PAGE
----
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Invited to an extravagantly lavish party in a Long Island mansion, Nick Carraway, a young bachelor who has just settled in the neighbouring cottage, is intrigued by the mysterious host, Jay Gatsby, a flamboyant but reserved self-made man with murky business interests and a shadowy past. As the two men strike up an unlikely friendship, details of Gatsby's impossible love for a married woman emerge, until events spiral into tragedy.
Regarded as Fitzgerald's masterpiece and one of the greatest novels of American literature, The Great Gatsby is a vivid chronicle of the excesses and decadence of the “Jazz Age”, as well as a timeless cautionary critique of the American dream.
It seems to me the first step that American fiction has taken since Henry James. - TS Eliot He was better than he knew, for in fact and in the literary sense he invented a generation. - The New York Times"
ISBN: 9781847496140 ISBN-10: 1847496148 Series: Alma Classics Evergreens Audience:
Number Of Pages: 256 Published: 3rd January 2017 Publisher: Alma Books Ltd Country of Publication: GB Dimensions (cm): 19.8 x 12.9
Weight (kg): 0.19
Edition Number: 1
Fitzgerald was a bright, handsome and ambitious boy, the pride and joy of his parents and especially his mother. He attended the St. Paul Academy, and when he was 13 he saw his first piece of writing appear in print: a detective story published in the school newspaper. In 1911, when Fitzgerald was 15 years old, his parents sent him to the Newman School, a prestigious Catholic preparatory school in New Jersey. There he met Father Sigourney Fay, who noticed his incipient talent with the written word and encouraged him to pursue his literary ambitions.
After graduating from the Newman School in 1913, Fitzgerald decided to stay in New Jersey to continue his artistic development at Princeton University. At Princeton, he firmly dedicated himself to honing his craft as a writer, writing scripts for Princeton's famous Triangle Club musicals as well as frequent articles for the Princeton Tiger humor magazine and stories for the Nassau Literary Magazine. However, Fitzgerald's writing came at the expense of his coursework. He was placed on academic probation, and in 1917 he dropped out of school to join the army. Afraid that he might die in World War I with his literary dreams unfulfilled, in the weeks before reporting to duty Fitzgerald hastily wrote a novel called The Romantic Egotist. Although the publisher Charles Scribner's Sons rejected the novel, the reviewer noted its originality and encouraged Fitzgerald to submit more work in the future.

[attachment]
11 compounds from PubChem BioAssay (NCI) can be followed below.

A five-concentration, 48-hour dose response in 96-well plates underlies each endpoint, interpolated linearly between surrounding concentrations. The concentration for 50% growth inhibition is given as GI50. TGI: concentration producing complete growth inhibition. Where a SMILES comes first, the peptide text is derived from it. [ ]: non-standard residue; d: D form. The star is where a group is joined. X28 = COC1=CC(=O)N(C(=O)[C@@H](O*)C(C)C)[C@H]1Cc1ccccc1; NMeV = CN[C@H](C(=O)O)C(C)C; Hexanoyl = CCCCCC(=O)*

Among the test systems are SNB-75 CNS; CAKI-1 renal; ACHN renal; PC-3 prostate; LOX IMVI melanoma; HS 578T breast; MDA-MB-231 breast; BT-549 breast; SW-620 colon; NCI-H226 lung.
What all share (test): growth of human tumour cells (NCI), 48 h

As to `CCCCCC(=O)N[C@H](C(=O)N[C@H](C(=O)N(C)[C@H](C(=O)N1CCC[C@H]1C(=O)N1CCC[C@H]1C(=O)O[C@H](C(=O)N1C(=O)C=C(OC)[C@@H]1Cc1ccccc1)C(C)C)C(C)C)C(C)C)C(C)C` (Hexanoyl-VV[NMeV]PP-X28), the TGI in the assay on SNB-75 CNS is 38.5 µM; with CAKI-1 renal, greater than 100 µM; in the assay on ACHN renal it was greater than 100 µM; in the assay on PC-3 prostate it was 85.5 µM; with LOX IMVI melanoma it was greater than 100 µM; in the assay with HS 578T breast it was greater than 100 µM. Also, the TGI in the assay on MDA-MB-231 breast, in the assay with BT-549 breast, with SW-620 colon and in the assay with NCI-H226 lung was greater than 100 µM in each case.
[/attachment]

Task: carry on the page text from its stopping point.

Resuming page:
Fitzgerald was commissioned a second lieutenant in the infantry and assigned to Camp Sheridan outside of Montgomery, Alabama. It was there that he met and fell in love with a beautiful 18-year-old girl named Zelda Sayre, the daughter of an Alabama Supreme Court judge. The war ended in 1919, before Fitzgerald was ever deployed, and upon his discharge he moved to New York City hoping to launch a career in advertising lucrative enough to convince Zelda to marry him. He quit his job after only a few months, however, and returned to St. Paul to rewrite his novel.